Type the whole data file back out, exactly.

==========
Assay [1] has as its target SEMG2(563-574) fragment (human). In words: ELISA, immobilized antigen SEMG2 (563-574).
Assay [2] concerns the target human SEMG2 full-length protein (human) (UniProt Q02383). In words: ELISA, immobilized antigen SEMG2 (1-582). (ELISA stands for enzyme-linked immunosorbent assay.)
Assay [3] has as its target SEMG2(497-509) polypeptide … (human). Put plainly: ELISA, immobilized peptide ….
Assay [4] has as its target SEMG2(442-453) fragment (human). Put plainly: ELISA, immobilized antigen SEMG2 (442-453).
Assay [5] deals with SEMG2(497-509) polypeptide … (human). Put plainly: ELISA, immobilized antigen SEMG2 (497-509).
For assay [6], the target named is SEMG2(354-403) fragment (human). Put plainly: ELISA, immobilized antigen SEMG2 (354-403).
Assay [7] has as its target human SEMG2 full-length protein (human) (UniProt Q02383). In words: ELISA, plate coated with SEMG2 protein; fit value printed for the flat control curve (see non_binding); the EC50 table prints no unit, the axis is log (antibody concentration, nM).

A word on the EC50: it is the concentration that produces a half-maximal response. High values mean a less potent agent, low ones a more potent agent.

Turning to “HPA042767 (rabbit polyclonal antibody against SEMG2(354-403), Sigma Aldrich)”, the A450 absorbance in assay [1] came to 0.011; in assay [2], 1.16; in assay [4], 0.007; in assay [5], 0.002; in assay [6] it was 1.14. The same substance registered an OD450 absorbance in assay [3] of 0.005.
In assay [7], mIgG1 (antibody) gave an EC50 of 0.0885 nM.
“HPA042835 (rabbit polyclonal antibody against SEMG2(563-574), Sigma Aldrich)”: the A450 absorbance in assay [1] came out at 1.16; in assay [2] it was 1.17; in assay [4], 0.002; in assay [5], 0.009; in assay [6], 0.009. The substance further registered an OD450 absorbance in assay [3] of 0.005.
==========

Assay [1] has as its target SEMG2(563-574) fragment (human). In words: ELISA, immobilized antigen SEMG2 (563-574).
Assay [2] concerns the target human SEMG2 full-length protein (human) (UniProt Q02383). In words: ELISA, immobilized antigen SEMG2 (1-582). (ELISA stands for enzyme-linked immunosorbent assay.)
Assay [3] has as its target SEMG2(497-509) polypeptide … (human). Put plainly: ELISA, immobilized peptide ….
Assay [4] has as its target SEMG2(442-453) fragment (human). Put plainly: ELISA, immobilized antigen SEMG2 (442-453).
Assay [5] deals with SEMG2(497-509) polypeptide … (human). Put plainly: ELISA, immobilized antigen SEMG2 (497-509).
For assay [6], the target named is SEMG2(354-403) fragment (human). Put plainly: ELISA, immobilized antigen SEMG2 (354-403).
Assay [7] has as its target human SEMG2 full-length protein (human) (UniProt Q02383). In words: ELISA, plate coated with SEMG2 protein; fit value printed for the flat control curve (see non_binding); the EC50 table prints no unit, the axis is log (antibody concentration, nM).

A word on the EC50: it is the concentration that produces a half-maximal response. High values mean a less potent agent, low ones a more potent agent.

Turning to “HPA042767 (rabbit polyclonal antibody against SEMG2(354-403), Sigma Aldrich)”, the A450 absorbance in assay [1] came to 0.011; in assay [2], 1.16; in assay [4], 0.007; in assay [5], 0.002; in assay [6] it was 1.14. The same substance registered an OD450 absorbance in assay [3] of 0.005.
In assay [7], mIgG1 (antibody) gave an EC50 of 0.0885 nM.
“HPA042835 (rabbit polyclonal antibody against SEMG2(563-574), Sigma Aldrich)”: the A450 absorbance in assay [1] came out at 1.16; in assay [2] it was 1.17; in assay [4], 0.002; in assay [5], 0.009; in assay [6], 0.009. The substance further registered an OD450 absorbance in assay [3] of 0.005.